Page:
Have you heard about the minister for peace and disarmament?
Did you know that the Labour party has promised to establish a minister for peace and disarmament (MPD) if they win the next general election? If so, do you know what policy areas this minister might focus on and how they could work with other government departments? Do you also know who the current shadow minister for peace and disarmament is and what they’ve been doing recently?
Peace & Fabianism
The MPD concept was initially put forward by Labour leader Jeremy Corbyn in 2016 and led to Fabian Hamilton (MP for Leeds North East) being appointed the shadow minister for peace and disarmament. The proposal was then discussed in Labour’s 2017 election manifesto. Since his appointment, Hamilton has been developing the role, working on a ‘peace doctrine’ to outline the post’s underlying principles and remit, which should be published before the Labour party conference in September.
The minister for peace – as currently envisaged by Labour – would primarily deal with issues such as multilateral nuclear disarmament and arms export controls, as well as working with the United Nations on ‘conflict prevention and resolution, post-conflict peacebuilding, and justice for the victims of war crimes’.
While the Conservative government’s post-Brexit vision of ‘Global Britain’ focuses on military power projection and the development of relationships with authoritarian regimes, Labour has committed, in its recent pronouncements, to an ethical foreign policy. The MPD is one way the Labour party could try to advance its progressive international agenda by ensuring that a future Labour government places human rights, democracy and diplomacy at the heart of its work.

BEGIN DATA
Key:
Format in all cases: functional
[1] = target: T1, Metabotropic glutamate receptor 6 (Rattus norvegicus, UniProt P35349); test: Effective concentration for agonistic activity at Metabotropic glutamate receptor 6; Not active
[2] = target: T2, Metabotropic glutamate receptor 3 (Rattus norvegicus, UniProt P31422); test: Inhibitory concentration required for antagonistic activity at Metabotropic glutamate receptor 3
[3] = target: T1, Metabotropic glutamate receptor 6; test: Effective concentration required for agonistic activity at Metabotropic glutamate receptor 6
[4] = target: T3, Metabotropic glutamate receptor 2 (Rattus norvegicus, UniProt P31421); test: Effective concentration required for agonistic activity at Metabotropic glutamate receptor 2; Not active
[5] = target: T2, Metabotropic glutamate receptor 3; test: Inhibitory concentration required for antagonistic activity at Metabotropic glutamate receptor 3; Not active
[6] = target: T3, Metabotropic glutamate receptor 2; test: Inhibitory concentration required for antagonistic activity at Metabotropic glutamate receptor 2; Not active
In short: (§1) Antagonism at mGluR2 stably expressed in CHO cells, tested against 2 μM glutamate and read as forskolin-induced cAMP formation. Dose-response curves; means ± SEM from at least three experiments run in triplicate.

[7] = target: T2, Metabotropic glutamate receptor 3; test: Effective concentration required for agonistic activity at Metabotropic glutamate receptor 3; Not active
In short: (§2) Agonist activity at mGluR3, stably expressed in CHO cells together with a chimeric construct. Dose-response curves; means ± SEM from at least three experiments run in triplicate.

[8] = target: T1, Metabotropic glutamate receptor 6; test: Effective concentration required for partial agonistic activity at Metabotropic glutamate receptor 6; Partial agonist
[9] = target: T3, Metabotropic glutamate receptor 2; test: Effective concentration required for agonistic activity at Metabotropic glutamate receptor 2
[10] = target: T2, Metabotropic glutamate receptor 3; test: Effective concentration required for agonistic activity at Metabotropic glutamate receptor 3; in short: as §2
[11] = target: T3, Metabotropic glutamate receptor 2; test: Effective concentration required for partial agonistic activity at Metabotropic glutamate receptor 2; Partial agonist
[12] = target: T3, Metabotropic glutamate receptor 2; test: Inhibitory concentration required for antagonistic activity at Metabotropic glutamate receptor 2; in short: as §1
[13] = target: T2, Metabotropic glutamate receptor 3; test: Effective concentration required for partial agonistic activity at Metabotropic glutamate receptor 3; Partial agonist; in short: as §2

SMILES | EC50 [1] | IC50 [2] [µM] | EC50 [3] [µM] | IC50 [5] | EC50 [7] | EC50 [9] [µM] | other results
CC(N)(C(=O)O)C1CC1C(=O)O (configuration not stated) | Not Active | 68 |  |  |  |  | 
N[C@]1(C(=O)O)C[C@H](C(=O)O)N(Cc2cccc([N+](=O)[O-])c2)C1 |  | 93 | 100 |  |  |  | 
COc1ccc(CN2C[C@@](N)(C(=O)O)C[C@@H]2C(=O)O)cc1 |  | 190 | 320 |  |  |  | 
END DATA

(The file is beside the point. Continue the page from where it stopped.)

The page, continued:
“The Conservatives’ post-Brexit vision of ‘Global Britain’ focuses on military power projection and relationships with authoritarian regimes; Labour has committed to an ethical foreign policy”
Presently, Hamilton’s brief covers the countries of North Africa and the Middle East (not including Israel/Palestine), leading on ‘all the other conflict areas in the region, such as Syria, Iraq and Yemen’. In terms of how the minister for peace will function in relation to the rest of government if and when it is established, Labour proposes that the minister will ‘work across’ the ministry of defence and the foreign and commonwealth office in a ‘hub and spokes’ arrangement to carry out the new ‘peace doctrine’. It is also envisaged that the minister will be based in a small private office operating at cabinet level.
This set of arrangements and priorities raises several political and practical questions. One of them is how the post will be affected by the intense controversies over the Labour party’s approach to security and foreign policy? As is well known, Corbyn’s lifelong willingness to challenge the political consensus in these areas, including his long-standing support for unilateral nuclear disarmament, has led to him being cast as a threat to national security by the Conservative party and is also highly contested within the parliamentary Labour party.